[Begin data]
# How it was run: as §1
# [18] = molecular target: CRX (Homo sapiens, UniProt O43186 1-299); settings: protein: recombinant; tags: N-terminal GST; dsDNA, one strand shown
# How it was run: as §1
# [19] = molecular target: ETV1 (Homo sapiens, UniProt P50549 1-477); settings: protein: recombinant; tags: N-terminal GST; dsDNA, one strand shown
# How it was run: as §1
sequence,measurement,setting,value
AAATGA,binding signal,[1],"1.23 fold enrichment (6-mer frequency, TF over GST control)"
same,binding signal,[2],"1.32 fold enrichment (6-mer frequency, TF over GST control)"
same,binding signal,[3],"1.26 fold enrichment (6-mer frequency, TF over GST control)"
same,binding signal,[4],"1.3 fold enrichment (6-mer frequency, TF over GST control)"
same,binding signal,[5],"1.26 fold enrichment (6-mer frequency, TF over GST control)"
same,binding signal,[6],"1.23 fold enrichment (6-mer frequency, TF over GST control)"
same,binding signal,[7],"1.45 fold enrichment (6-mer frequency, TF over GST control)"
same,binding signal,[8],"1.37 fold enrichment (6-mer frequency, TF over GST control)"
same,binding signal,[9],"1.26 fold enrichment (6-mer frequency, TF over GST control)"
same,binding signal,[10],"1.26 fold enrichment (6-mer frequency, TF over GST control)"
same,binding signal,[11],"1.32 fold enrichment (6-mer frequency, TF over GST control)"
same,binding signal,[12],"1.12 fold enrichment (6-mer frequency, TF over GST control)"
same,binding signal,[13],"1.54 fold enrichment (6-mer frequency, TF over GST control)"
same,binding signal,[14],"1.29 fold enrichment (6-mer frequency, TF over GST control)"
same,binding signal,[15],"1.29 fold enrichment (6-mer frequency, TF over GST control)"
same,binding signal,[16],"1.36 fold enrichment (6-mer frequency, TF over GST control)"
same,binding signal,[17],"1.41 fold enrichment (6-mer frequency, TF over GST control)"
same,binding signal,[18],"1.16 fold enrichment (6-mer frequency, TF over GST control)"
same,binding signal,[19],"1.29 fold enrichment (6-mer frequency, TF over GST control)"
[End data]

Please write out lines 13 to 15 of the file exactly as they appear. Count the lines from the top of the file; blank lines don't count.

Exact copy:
same,binding signal,[7],"1.45 fold enrichment (6-mer frequency, TF over GST control)"
same,binding signal,[8],"1.37 fold enrichment (6-mer frequency, TF over GST control)"
same,binding signal,[9],"1.26 fold enrichment (6-mer frequency, TF over GST control)"